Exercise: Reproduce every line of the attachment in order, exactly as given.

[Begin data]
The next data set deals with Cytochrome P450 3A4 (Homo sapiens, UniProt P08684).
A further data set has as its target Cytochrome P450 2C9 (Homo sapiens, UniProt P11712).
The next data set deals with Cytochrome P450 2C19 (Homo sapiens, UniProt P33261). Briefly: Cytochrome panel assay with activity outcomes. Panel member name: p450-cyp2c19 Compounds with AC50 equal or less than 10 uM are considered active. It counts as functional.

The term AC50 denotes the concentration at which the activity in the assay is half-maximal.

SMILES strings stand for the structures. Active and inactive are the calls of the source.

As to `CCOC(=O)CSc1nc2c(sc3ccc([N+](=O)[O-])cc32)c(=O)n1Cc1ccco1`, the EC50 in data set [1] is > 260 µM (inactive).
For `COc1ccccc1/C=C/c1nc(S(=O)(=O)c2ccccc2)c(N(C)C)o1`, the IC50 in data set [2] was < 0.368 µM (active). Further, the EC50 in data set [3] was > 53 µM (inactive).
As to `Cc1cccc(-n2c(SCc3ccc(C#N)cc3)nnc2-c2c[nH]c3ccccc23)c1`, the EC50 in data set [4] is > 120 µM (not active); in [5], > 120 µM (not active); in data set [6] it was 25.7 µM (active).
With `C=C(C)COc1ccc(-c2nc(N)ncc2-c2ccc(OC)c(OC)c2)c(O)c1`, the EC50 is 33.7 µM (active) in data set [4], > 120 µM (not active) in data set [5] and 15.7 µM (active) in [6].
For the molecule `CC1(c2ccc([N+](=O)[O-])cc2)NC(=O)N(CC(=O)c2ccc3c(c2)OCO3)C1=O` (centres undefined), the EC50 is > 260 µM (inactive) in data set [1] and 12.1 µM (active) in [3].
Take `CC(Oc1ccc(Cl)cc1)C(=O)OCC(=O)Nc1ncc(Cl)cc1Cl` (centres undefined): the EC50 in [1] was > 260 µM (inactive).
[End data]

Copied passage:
The next data set deals with Cytochrome P450 3A4 (Homo sapiens, UniProt P08684).
A further data set has as its target Cytochrome P450 2C9 (Homo sapiens, UniProt P11712).
The next data set deals with Cytochrome P450 2C19 (Homo sapiens, UniProt P33261). Briefly: Cytochrome panel assay with activity outcomes. Panel member name: p450-cyp2c19 Compounds with AC50 equal or less than 10 uM are considered active. It counts as functional.

The term AC50 denotes the concentration at which the activity in the assay is half-maximal.

SMILES strings stand for the structures. Active and inactive are the calls of the source.

As to `CCOC(=O)CSc1nc2c(sc3ccc([N+](=O)[O-])cc32)c(=O)n1Cc1ccco1`, the EC50 in data set [1] is > 260 µM (inactive).
For `COc1ccccc1/C=C/c1nc(S(=O)(=O)c2ccccc2)c(N(C)C)o1`, the IC50 in data set [2] was < 0.368 µM (active). Further, the EC50 in data set [3] was > 53 µM (inactive).
As to `Cc1cccc(-n2c(SCc3ccc(C#N)cc3)nnc2-c2c[nH]c3ccccc23)c1`, the EC50 in data set [4] is > 120 µM (not active); in [5], > 120 µM (not active); in data set [6] it was 25.7 µM (active).
With `C=C(C)COc1ccc(-c2nc(N)ncc2-c2ccc(OC)c(OC)c2)c(O)c1`, the EC50 is 33.7 µM (active) in data set [4], > 120 µM (not active) in data set [5] and 15.7 µM (active) in [6].
For the molecule `CC1(c2ccc([N+](=O)[O-])cc2)NC(=O)N(CC(=O)c2ccc3c(c2)OCO3)C1=O` (centres undefined), the EC50 is > 260 µM (inactive) in data set [1] and 12.1 µM (active) in [3].
Take `CC(Oc1ccc(Cl)cc1)C(=O)OCC(=O)Nc1ncc(Cl)cc1Cl` (centres undefined): the EC50 in [1] was > 260 µM (inactive).